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I’ve long been a fan of fishing multiple flies. A few of my buddies even started calling me “triple-threat” a while back, because I’d always fish three flies on our local waters here in Utah. While three flies might be a bit excessive for some anglers, I think it’s critically important to understand how to fly fish with two flies.
Using two flies gives you so many more options and opportunities, and increases your chances at putting more fish in the net. And while that’s not the entire point of fishing, it sure does make the days on the water a lot more fun.
Table of Contents
Why should I learn how to fly fish with two flies?
One thing that’s lacking in a lot of online fly fishing education, I think, is properly answering the why behind certain questions. It’s not enough to tell someone how to execute a roll cast – they need to know why we’re recommending a roll cast, how it works, and when to use one.
The same thing goes for fishing multiple flies. It’s not enough to tie on a dry-dropper rig and tell an angler to watch for a take. Understanding why a dry-dropper works so well is key to utilizing this technique in as many situations as possible.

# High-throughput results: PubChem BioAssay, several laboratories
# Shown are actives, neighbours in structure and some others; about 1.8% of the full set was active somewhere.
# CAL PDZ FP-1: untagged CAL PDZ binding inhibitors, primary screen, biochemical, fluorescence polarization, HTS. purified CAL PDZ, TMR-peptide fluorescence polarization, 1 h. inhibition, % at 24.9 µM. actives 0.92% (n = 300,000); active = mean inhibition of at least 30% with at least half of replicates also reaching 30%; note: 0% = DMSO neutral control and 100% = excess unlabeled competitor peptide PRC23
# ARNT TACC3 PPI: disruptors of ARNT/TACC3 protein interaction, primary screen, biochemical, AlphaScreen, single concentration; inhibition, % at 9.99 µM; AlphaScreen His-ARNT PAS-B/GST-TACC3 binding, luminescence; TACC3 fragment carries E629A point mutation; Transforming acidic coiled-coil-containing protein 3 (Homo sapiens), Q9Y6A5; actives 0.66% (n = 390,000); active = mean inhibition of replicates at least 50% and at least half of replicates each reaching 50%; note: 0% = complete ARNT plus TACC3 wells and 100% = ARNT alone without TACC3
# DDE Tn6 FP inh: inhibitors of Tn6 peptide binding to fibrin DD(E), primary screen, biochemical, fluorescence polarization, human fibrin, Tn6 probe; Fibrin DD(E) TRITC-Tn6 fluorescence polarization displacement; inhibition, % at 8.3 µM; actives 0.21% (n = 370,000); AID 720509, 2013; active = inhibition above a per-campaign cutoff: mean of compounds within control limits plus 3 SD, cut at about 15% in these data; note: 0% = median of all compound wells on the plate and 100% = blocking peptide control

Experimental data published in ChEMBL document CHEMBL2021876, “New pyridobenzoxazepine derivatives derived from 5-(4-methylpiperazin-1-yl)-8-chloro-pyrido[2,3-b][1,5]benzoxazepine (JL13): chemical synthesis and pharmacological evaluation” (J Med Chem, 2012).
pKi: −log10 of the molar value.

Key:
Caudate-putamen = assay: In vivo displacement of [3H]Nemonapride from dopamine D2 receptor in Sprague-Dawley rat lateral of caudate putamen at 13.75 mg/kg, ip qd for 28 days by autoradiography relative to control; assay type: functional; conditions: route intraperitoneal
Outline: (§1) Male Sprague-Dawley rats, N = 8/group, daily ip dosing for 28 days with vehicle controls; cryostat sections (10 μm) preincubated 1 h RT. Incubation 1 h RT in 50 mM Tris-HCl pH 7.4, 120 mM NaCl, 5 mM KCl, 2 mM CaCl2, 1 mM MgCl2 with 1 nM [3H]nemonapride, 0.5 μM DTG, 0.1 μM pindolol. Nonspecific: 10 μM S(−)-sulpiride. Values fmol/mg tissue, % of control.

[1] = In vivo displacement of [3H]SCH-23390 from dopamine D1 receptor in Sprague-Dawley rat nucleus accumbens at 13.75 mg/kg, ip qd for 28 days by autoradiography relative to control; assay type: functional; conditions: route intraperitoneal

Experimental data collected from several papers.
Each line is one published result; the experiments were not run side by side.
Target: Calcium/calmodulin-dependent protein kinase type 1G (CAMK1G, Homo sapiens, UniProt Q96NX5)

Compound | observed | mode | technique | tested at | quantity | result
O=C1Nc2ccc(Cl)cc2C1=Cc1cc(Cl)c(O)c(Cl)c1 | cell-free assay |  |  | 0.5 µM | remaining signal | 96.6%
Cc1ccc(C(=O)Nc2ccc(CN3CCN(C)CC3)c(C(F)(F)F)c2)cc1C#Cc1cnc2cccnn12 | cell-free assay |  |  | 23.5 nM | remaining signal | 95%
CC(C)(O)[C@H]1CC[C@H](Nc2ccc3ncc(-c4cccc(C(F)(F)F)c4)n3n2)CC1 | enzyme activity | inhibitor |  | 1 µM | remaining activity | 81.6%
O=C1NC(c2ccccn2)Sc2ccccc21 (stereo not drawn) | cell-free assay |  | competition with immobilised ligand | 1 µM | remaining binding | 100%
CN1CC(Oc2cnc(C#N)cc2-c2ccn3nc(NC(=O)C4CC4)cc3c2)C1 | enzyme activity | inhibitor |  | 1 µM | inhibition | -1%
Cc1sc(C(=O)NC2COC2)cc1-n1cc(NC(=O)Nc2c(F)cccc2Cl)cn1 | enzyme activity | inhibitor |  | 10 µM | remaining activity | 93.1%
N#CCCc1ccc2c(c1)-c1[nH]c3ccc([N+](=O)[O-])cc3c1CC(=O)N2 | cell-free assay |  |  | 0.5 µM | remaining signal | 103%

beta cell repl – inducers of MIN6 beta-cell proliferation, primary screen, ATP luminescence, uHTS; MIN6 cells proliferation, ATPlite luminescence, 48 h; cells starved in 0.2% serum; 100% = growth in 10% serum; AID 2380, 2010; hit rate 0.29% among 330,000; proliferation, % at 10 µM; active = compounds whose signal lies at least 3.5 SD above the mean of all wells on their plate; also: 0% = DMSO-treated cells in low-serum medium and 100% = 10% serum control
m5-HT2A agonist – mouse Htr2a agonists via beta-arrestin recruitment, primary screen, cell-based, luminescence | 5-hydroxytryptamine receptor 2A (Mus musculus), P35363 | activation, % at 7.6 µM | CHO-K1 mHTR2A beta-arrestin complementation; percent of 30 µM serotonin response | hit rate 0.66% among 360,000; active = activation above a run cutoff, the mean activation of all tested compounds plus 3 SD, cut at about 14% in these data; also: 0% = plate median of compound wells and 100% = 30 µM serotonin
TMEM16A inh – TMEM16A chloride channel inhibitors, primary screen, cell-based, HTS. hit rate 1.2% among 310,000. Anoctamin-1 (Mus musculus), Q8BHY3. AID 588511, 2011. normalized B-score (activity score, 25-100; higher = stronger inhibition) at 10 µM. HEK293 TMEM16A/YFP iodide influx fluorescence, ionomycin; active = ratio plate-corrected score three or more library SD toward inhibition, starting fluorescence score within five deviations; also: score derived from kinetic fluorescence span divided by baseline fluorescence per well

For starters, you need to know a few things about trout.
First off, they eat most of their meals below the water’s surface. I’ve heard a lot of numbers thrown around over the years, but it’s something like 80% of a trout’s diet that’s subsurface. So, as much fun as it is to fish dries, they only represent 20% of a trout’s diet.
The logical step, then, might be to just fish two nymphs, right? Well, that’s not a bad option. But, it does leave out the possibility of fish feeding on top, and that’s the crux of why you want to fish two flies. Fishing two flies gives you the chance to present food to fish that are feeding in all areas of the water column – not just the surface, or subsurface.
Learning how to fly fish with two flies gives you more chances at catching fish, regardless of what, or where, they’re eating. If you’re serious about putting more fish in the net, this is a huge step towards doing so. Limiting yourself to presenting trout with only part of their usual diet limits how many fish you’ll ultimately catch – no matter how well-presented your flies are.
Key Takeaway: Fishing two flies gives you the chance to present food to fish that are feeding in all areas of the water column – not just the surface, or subsurface.
Fishing Two Flies
In addition to writing about fly fishing, I do a fair bit of guiding (for Utah Fly Guides and Quiet Fly Fisher, if you’re ever in the area). The biggest problem I see other anglers have with fishing two flies isn’t that they’re using more flies – it’s that they think about using more flies, and the inevitable tangles that will ensue.
Tangled line is part of fly fishing, and yeah, adding a second (or third) fly to the mix increases the chances you may end up tangled. But if you actively think about it, a bad tangle is almost bound to happen.
So, your first tip here is to not worry about fishing multiple flies. You don’t need to cast any different, nor do you need to fight fish or mend line differently. Fish just like you would if you were tossing dries. The rest all falls into place pretty neatly.